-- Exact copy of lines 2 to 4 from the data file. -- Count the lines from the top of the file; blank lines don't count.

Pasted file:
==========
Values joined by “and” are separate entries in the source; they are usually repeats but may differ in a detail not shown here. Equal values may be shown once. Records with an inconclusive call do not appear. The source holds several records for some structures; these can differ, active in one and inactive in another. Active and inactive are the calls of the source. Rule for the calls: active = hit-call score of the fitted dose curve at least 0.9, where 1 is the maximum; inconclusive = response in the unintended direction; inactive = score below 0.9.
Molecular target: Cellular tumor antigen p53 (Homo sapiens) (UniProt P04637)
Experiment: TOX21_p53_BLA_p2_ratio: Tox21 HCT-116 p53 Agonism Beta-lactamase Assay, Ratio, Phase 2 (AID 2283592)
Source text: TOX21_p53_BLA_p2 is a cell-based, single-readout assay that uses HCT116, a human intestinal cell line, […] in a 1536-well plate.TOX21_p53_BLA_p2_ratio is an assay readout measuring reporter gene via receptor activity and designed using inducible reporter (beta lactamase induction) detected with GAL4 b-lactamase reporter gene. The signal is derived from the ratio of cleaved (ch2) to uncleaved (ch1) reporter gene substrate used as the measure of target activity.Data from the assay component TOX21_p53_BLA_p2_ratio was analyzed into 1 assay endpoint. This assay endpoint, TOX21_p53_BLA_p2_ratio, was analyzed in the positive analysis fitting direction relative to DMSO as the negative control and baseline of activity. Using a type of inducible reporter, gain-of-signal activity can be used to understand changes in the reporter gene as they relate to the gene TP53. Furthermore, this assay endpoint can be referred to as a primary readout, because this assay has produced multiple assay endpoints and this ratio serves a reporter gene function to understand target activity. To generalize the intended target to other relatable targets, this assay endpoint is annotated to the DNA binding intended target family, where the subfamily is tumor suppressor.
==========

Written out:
Molecular target: Cellular tumor antigen p53 (Homo sapiens) (UniProt P04637)
Experiment: TOX21_p53_BLA_p2_ratio: Tox21 HCT-116 p53 Agonism Beta-lactamase Assay, Ratio, Phase 2 (AID 2283592)
Source text: TOX21_p53_BLA_p2 is a cell-based, single-readout assay that uses HCT116, a human intestinal cell line, […] in a 1536-well plate.TOX21_p53_BLA_p2_ratio is an assay readout measuring reporter gene via receptor activity and designed using inducible reporter (beta lactamase induction) detected with GAL4 b-lactamase reporter gene. The signal is derived from the ratio of cleaved (ch2) to uncleaved (ch1) reporter gene substrate used as the measure of target activity.Data from the assay component TOX21_p53_BLA_p2_ratio was analyzed into 1 assay endpoint. This assay endpoint, TOX21_p53_BLA_p2_ratio, was analyzed in the positive analysis fitting direction relative to DMSO as the negative control and baseline of activity. Using a type of inducible reporter, gain-of-signal activity can be used to understand changes in the reporter gene as they relate to the gene TP53. Furthermore, this assay endpoint can be referred to as a primary readout, because this assay has produced multiple assay endpoints and this ratio serves a reporter gene function to understand target activity. To generalize the intended target to other relatable targets, this assay endpoint is annotated to the DNA binding intended target family, where the subfamily is tumor suppressor.